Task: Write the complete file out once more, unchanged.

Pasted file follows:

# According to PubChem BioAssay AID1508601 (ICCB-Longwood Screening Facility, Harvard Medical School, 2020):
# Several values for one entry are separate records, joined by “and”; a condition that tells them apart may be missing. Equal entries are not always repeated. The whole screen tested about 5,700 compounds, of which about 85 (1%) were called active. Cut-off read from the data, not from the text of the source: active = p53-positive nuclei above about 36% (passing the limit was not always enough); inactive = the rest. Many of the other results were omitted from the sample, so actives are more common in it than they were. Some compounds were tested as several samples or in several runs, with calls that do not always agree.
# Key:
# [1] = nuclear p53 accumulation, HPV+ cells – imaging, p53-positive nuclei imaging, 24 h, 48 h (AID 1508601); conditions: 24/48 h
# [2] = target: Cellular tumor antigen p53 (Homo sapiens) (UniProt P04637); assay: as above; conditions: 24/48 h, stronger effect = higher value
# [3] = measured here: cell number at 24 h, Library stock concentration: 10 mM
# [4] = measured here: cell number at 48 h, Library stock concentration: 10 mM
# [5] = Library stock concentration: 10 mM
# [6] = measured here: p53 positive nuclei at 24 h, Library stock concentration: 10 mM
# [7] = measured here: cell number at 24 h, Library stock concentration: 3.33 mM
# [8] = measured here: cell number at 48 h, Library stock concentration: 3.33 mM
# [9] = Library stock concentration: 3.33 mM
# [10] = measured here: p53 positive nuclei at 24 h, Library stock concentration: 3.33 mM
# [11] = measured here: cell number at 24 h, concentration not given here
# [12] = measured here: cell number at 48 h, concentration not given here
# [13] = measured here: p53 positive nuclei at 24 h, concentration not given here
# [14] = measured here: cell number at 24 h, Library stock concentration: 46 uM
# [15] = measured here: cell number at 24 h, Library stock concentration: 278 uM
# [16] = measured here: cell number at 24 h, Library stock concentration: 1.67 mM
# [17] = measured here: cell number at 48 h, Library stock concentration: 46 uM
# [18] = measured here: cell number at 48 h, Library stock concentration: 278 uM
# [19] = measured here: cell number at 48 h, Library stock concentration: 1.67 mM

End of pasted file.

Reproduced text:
# According to PubChem BioAssay AID1508601 (ICCB-Longwood Screening Facility, Harvard Medical School, 2020):
# Several values for one entry are separate records, joined by “and”; a condition that tells them apart may be missing. Equal entries are not always repeated. The whole screen tested about 5,700 compounds, of which about 85 (1%) were called active. Cut-off read from the data, not from the text of the source: active = p53-positive nuclei above about 36% (passing the limit was not always enough); inactive = the rest. Many of the other results were omitted from the sample, so actives are more common in it than they were. Some compounds were tested as several samples or in several runs, with calls that do not always agree.
# Key:
# [1] = nuclear p53 accumulation, HPV+ cells – imaging, p53-positive nuclei imaging, 24 h, 48 h (AID 1508601); conditions: 24/48 h
# [2] = target: Cellular tumor antigen p53 (Homo sapiens) (UniProt P04637); assay: as above; conditions: 24/48 h, stronger effect = higher value
# [3] = measured here: cell number at 24 h, Library stock concentration: 10 mM
# [4] = measured here: cell number at 48 h, Library stock concentration: 10 mM
# [5] = Library stock concentration: 10 mM
# [6] = measured here: p53 positive nuclei at 24 h, Library stock concentration: 10 mM
# [7] = measured here: cell number at 24 h, Library stock concentration: 3.33 mM
# [8] = measured here: cell number at 48 h, Library stock concentration: 3.33 mM
# [9] = Library stock concentration: 3.33 mM
# [10] = measured here: p53 positive nuclei at 24 h, Library stock concentration: 3.33 mM
# [11] = measured here: cell number at 24 h, concentration not given here
# [12] = measured here: cell number at 48 h, concentration not given here
# [13] = measured here: p53 positive nuclei at 24 h, concentration not given here
# [14] = measured here: cell number at 24 h, Library stock concentration: 46 uM
# [15] = measured here: cell number at 24 h, Library stock concentration: 278 uM
# [16] = measured here: cell number at 24 h, Library stock concentration: 1.67 mM
# [17] = measured here: cell number at 48 h, Library stock concentration: 46 uM
# [18] = measured here: cell number at 48 h, Library stock concentration: 278 uM
# [19] = measured here: cell number at 48 h, Library stock concentration: 1.67 mM